Real estate policies of South Korea’s new president

May 19, 2022 / By  

In March 2022, Yoon Suk-yeol of the conservative People Power Party was elected as the new president of South Korea. Yoon will serve for the next five years, with his tenure starting in May. This article summarises the key points of his manifesto regarding real estate.

New housing supply to meet the demand: The pledge includes adding 2.5 million housing units nationwide over the next five years (1.3–1.5 million housing units in the Seoul Capital Area). The new party plans to offer development opportunities to private developers, besides granting tax benefits and relaxing regulations to some extent.

  • The new administration aims to increase the supply volume by 20-30% (Refer to Figures 1 & 2). As roughly half of the Korean population resides in Seoul Capital Area (SCA), the upcoming residential supply will be concentrated in SCA.

Figure 1: Location and Composition of Seoul Capital Area (SCA) – Highlighted in Green

Source: JLL
SCA Includes Seoul, Gyeonggi Province and Incheon city

Figure 2: Breakdown of New Housing Supply – SCA and Other

Source: People Power Party Manifesto Handbook

Encouragement of redevelopment, reconstruction and remodelling:

Figure 3: New (Proposed) Weighting System for Safety Evaluation for Reconstruction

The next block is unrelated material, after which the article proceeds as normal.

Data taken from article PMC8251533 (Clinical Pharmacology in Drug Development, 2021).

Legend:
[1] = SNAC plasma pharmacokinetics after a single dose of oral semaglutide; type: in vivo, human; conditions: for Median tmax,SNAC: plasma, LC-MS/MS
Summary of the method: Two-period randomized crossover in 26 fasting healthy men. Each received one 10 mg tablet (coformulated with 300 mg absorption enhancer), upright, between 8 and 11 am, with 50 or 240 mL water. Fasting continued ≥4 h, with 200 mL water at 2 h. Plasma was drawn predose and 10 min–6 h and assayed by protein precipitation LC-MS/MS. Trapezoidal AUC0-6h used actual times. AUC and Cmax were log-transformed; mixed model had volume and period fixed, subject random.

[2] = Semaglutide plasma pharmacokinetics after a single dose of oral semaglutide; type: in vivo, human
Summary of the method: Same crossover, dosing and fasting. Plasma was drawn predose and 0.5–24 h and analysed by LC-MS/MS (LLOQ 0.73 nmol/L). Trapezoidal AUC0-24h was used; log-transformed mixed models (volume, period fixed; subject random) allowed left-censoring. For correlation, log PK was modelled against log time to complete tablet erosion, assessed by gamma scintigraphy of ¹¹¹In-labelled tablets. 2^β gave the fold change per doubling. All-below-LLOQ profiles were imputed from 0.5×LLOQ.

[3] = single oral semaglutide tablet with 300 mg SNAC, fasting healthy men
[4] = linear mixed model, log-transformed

Source: People Power Party Manifesto Handbook

For reconstructions, the president-elect aims to reduce the weighting on ‘Structural Safety’ and instead increase the weighting on ‘Residential Environment’. Another pledge includes exempting safety evaluation for housing aged 30+ years. The new (proposed) weighting is a part of the plan to introduce sufficient residential supply.

Figure 4: Tax on Property as % of GDP

Source: OECD
Of the 38 OECD members, the 2020 figure for Australia is not yet published

Relaxation of taxes: In 2020, South Korea ranked second equal amongst developed countries (Organisation for Economic Co-operation and Development) in the ratio of property tax to GDP, behind Canada (4.15%) and tying with France (3.976%). In an effort to lessen the tax burden on housing, the president-elect’s manifesto includes the relaxation of three major property taxes: 1) Real Estate Holding Tax, 2) Capital Gains Tax, and 3) Acquisition Tax.

The majority of real estate-related policies are confined to residential real estate. Other manifesto undertakings include but are not limited to increasing FAR, financial subsidies to developers, simplifying the construction permit approval process, restructuring leases and easing loan-to-value (LTV) ratio for first-time homebuyers. It would take some time to evaluate the possibilities and effectiveness of pursuing these pledges. However, the incoming president is likely to stabilise rapidly rising housing prices by providing abundant supply and easing regulations and taxes in accordance with market principles.

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